ITV #1 - Dr Pierre Anhoury

Definition of good collaboration between leading French healthcare centers and medical structures in Africa - notably in Kenya and Tanzania.
 
How would you describe the current state of medicine in Africa, and more specifically concerning the management of cancer?
  
Cancer in Africa mainly affects young populations, a direct consequence of the age pyramid in these countries. We can note that within women population under 40, it is cervical cancer that is most rampant. Other female cancers, such as breast cancer, are just as dramatic. This cancer is linked to a virus  --HPV - for which there is now a vaccine that eliminates this disease if you can get vaccinated. Therefore, this cancer could be eradicated from Africa if everyone were vaccinated. Within men population, we mostly find lung cancer, liver cancer and colon cancer.
 
In addition, we can note that in Africa, cancer diagnoses often occur  in later stages : patients arrive at the hospital or at the doctor when the cancer has already progressed, at metastatic stages that can no longer be operated on. When they arrive, the solution that remains is to offer chemotherapy. 
Moreover, when the cancer is localized, it is possible to use radiation therapy. However, there are 25 countries in Africa that do not have radiotherapy machines, so access to this technique remains a very significant problem.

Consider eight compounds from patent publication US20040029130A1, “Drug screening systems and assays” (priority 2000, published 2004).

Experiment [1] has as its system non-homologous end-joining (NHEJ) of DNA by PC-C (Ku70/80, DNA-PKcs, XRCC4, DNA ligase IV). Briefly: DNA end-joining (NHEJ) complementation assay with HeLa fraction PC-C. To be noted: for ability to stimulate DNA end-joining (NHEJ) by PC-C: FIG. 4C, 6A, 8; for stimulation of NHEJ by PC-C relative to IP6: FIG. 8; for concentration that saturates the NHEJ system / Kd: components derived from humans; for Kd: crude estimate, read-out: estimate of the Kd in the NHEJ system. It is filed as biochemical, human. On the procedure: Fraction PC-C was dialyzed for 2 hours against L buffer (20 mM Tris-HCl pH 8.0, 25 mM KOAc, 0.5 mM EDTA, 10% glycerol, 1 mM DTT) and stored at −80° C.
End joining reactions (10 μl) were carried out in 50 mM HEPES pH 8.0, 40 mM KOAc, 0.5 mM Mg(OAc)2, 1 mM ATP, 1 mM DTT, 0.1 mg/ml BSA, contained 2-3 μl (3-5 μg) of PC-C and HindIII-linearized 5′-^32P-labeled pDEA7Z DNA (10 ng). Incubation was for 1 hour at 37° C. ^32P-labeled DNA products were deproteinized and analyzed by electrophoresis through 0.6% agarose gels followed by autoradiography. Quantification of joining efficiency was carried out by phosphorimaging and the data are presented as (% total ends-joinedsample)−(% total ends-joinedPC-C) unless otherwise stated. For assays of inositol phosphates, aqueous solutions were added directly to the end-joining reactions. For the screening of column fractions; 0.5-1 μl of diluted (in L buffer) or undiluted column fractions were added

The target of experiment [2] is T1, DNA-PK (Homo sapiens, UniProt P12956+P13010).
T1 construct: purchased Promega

What are the prospects for improvement ? 
One of the keys to improving cancer management lies in earlier diagnosis. However, there is no point in detecting cancer early when there is no surgeon to operate; therefore, the second key is manpower and material. On the material side, it is essential to acquire these, and on the training side it is important to train both health personnel and the general population. For this, it is absolutely necessary to use the primary health and care clinics in the bush, villages and small towns, to teach women to monitor themselves - breasts and bleeding - but also to teach women not to stay at home when clinical signs appear, and lastly, to teach men to let their wives go to the hospital for treatment. Here we are dealing with a problem of educating the population and with the traditional  ways in which couples function. Indeed, women do not always dare to consult and show themselves, so when they have breast cancer or they have bleeding, they hide it as much as possible. These taboos mean that when they finally arrive at the hospital, it's always too late.